LightEdge doesn’t just protect data; they protect some of the most sensitive data that exists. In the data industry, people call this practice “compliant” data services, which means that the data comes from industries heavily regulated by the government, like finance and healthcare. That means information about your personal health or your credit card could be stored on these servers. Because this data is extra-sensitive, companies that use it have to follow an extensive set of rules designed to keep it from falling into the wrong hands. LightEdge has just the right experts and infrastructure to host, manage, and protect this data while complying with these rules—hence their motto, “The leader in compliant cloud & colocation”.

LightEdge goes to extreme lengths to keep this data safe. Their security feels like something out of Mission: Impossible, with face-scanning technology and multi-authentication checkpoints at every junction of the facility. The climate in the server room is carefully controlled, set to just the right temperature and humidity, and a team of IT pros monitors the facility around the clock to make sure everything is running smoothly. They’ve even accounted for disasters. Each of their colocation facilities are interconnected via a private, high-speed fiber backbone, which means they can guarantee 100% uptime for their clients. For example, if the internet crashed throughout all of Greater Des Moines, LightEdge could redirect data through another one of their data centers in Kansas City or Omaha without missing a beat. (This approach is called “geodiversity”.) In other words, LightEdge leaves nothing to chance.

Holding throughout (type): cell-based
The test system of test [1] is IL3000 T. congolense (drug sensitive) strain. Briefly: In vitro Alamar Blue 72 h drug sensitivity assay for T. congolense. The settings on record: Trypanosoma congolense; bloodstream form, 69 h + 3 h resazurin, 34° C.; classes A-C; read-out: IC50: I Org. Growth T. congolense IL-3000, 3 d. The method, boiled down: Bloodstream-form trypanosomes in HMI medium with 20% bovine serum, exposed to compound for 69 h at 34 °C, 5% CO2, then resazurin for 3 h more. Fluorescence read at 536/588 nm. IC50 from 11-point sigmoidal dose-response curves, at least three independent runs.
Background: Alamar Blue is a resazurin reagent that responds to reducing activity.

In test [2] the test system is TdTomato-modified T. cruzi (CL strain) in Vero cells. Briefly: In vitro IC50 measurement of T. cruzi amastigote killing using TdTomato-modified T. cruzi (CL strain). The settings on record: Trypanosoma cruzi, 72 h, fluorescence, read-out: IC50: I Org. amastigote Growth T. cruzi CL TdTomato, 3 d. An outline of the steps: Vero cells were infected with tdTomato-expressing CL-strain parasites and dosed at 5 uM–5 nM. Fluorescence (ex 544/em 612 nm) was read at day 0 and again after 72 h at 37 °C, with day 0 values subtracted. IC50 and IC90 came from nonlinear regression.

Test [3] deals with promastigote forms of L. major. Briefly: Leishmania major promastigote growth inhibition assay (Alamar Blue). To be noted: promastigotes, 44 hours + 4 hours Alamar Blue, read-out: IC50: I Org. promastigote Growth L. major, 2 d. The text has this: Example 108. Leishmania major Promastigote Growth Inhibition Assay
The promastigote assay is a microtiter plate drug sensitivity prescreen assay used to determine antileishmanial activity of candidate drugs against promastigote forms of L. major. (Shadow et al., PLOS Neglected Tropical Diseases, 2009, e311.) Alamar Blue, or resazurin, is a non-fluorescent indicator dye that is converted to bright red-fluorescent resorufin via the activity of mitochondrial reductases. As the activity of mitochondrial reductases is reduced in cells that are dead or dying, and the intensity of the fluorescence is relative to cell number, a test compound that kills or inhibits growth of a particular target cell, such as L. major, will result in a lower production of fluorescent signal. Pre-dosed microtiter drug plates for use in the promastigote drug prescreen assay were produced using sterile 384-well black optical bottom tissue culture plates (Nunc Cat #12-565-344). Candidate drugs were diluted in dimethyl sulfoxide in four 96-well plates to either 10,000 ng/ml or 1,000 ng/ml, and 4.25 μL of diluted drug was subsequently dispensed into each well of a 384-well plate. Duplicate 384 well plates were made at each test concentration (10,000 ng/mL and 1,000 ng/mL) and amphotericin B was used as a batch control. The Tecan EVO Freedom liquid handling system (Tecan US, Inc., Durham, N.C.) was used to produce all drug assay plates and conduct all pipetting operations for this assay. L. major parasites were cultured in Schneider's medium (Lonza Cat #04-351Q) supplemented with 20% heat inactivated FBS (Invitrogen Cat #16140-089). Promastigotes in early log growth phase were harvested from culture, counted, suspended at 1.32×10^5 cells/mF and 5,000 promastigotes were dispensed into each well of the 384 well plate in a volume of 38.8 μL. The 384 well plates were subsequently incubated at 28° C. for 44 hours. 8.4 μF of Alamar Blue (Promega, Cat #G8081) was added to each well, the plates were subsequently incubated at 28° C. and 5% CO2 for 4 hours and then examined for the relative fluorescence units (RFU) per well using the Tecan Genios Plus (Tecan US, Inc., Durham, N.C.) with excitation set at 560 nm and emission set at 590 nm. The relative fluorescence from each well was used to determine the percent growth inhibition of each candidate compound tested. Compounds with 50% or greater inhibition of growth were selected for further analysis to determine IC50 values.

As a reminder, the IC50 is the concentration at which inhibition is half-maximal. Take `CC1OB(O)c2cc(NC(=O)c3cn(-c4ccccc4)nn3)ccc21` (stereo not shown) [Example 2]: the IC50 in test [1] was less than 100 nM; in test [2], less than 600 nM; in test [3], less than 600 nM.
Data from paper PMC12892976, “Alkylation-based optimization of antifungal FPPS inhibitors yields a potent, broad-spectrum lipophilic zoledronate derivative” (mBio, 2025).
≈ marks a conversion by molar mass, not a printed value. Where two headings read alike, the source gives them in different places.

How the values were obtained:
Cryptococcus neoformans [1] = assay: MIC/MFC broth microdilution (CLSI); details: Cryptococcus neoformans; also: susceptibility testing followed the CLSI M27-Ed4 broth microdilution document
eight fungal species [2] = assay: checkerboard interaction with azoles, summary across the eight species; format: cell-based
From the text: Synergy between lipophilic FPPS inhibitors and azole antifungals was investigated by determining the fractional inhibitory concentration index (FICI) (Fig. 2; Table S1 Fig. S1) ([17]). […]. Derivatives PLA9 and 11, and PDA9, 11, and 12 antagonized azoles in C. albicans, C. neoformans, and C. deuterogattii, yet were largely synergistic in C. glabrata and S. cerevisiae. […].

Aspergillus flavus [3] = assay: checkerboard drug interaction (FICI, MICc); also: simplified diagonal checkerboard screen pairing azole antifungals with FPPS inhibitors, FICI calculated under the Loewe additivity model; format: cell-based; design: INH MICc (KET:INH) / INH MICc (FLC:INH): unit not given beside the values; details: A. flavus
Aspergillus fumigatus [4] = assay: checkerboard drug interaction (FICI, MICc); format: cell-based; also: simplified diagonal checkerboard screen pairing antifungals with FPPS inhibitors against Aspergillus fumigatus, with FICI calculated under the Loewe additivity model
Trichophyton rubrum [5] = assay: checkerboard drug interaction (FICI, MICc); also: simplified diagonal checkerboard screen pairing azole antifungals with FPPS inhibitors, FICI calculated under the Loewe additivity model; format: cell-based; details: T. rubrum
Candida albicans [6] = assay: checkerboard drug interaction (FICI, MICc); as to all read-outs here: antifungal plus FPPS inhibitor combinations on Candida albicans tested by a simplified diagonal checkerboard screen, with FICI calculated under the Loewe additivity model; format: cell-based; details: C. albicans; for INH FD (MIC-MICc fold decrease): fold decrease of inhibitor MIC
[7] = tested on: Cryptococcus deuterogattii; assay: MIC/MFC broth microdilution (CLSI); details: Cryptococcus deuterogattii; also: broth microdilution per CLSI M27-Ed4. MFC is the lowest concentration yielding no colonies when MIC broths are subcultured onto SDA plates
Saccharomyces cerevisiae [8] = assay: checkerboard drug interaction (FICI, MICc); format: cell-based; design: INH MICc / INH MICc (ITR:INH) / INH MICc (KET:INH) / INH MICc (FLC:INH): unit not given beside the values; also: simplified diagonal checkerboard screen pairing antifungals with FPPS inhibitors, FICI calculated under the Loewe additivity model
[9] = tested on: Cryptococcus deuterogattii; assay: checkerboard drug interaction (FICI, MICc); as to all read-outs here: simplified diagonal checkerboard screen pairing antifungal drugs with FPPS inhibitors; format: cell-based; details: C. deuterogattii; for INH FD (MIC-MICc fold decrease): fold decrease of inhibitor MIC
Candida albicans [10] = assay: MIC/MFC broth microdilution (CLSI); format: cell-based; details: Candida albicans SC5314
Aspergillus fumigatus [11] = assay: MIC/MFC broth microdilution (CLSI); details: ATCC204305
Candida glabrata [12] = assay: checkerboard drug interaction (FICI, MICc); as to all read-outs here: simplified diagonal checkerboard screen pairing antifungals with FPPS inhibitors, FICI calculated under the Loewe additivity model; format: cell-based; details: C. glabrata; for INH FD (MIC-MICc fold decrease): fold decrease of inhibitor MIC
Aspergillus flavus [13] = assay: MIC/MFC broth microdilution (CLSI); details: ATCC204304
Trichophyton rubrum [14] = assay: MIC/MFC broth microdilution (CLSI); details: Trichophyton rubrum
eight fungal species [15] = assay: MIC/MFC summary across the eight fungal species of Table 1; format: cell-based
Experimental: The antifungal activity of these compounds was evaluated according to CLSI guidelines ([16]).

For data companies, location is critical. Traditionally, many of these companies were located on the East or West Coast, but coastal regions are vulnerable to earthquakes, flooding, and, in California, wildfires. With climate change, the risk is only getting worse. In addition to the risk of natural disaster, the coasts are crowded, and the land is typically expensive. The Midwest, with our relatively mild climate, flat topography, and inexpensive land, is the perfect home for a data center, which is why companies like LightEdge, Facebook, and Microsoft are beginning to look central.

For Jim, Altoona was the ideal spot for a LightEdge data center.

“We chose Altoona outside of every other market we looked at because of a number of things,” Jim says. “The town is situated literally at the confluence of I-80 and I-35. That’s a big deal. It’s easy to get to and from different marketplaces, like Minneapolis and Chicago. It’s also important because all the major fiber optics providers go up and down that highway. It’s a perfect spot for us.

“The area here has wonderful access to fiber. We have wonderful access to power. And frankly, it’s centrally located for our employees who are spread around the city and the surrounding area.”

data storage wiring


LightEdge is doing important work – by protecting our data, they’re protecting our future. And with room to grow, access to power, fiber optics, major highways, a talented workforce, and a great community, it’s happening right now in the city of Altoona.

This post is part of an ongoing Business Feature series by AltoonaNow. To see last month’s feature, where we meet the founder of a local Tae Kwon Do club, click here.